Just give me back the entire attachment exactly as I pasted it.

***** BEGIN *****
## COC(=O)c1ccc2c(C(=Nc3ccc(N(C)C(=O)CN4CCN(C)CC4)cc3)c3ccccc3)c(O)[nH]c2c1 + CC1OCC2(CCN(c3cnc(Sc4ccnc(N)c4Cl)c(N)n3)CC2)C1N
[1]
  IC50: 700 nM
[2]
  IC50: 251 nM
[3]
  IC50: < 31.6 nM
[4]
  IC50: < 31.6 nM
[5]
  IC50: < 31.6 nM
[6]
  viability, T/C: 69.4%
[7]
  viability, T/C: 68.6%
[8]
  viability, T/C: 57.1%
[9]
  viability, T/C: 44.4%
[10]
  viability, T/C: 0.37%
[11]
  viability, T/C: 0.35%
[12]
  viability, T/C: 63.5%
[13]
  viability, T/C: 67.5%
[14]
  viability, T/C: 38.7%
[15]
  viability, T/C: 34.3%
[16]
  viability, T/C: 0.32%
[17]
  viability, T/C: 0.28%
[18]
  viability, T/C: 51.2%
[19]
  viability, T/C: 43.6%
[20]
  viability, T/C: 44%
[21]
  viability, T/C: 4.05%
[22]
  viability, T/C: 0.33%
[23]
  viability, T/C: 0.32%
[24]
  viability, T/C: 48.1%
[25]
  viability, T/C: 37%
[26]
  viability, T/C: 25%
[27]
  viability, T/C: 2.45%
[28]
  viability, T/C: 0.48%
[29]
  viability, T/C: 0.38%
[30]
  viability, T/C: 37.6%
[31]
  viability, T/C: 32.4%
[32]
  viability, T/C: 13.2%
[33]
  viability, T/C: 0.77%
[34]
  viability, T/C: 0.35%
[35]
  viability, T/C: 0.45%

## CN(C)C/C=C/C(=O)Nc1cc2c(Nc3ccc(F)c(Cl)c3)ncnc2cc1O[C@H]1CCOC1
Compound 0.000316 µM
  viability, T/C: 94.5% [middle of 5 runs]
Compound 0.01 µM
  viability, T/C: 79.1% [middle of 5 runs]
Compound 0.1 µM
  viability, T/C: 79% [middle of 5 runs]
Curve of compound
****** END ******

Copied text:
## COC(=O)c1ccc2c(C(=Nc3ccc(N(C)C(=O)CN4CCN(C)CC4)cc3)c3ccccc3)c(O)[nH]c2c1 + CC1OCC2(CCN(c3cnc(Sc4ccnc(N)c4Cl)c(N)n3)CC2)C1N
[1]
  IC50: 700 nM
[2]
  IC50: 251 nM
[3]
  IC50: < 31.6 nM
[4]
  IC50: < 31.6 nM
[5]
  IC50: < 31.6 nM
[6]
  viability, T/C: 69.4%
[7]
  viability, T/C: 68.6%
[8]
  viability, T/C: 57.1%
[9]
  viability, T/C: 44.4%
[10]
  viability, T/C: 0.37%
[11]
  viability, T/C: 0.35%
[12]
  viability, T/C: 63.5%
[13]
  viability, T/C: 67.5%
[14]
  viability, T/C: 38.7%
[15]
  viability, T/C: 34.3%
[16]
  viability, T/C: 0.32%
[17]
  viability, T/C: 0.28%
[18]
  viability, T/C: 51.2%
[19]
  viability, T/C: 43.6%
[20]
  viability, T/C: 44%
[21]
  viability, T/C: 4.05%
[22]
  viability, T/C: 0.33%
[23]
  viability, T/C: 0.32%
[24]
  viability, T/C: 48.1%
[25]
  viability, T/C: 37%
[26]
  viability, T/C: 25%
[27]
  viability, T/C: 2.45%
[28]
  viability, T/C: 0.48%
[29]
  viability, T/C: 0.38%
[30]
  viability, T/C: 37.6%
[31]
  viability, T/C: 32.4%
[32]
  viability, T/C: 13.2%
[33]
  viability, T/C: 0.77%
[34]
  viability, T/C: 0.35%
[35]
  viability, T/C: 0.45%

## CN(C)C/C=C/C(=O)Nc1cc2c(Nc3ccc(F)c(Cl)c3)ncnc2cc1O[C@H]1CCOC1
Compound 0.000316 µM
  viability, T/C: 94.5% [middle of 5 runs]
Compound 0.01 µM
  viability, T/C: 79.1% [middle of 5 runs]
Compound 0.1 µM
  viability, T/C: 79% [middle of 5 runs]
Curve of compound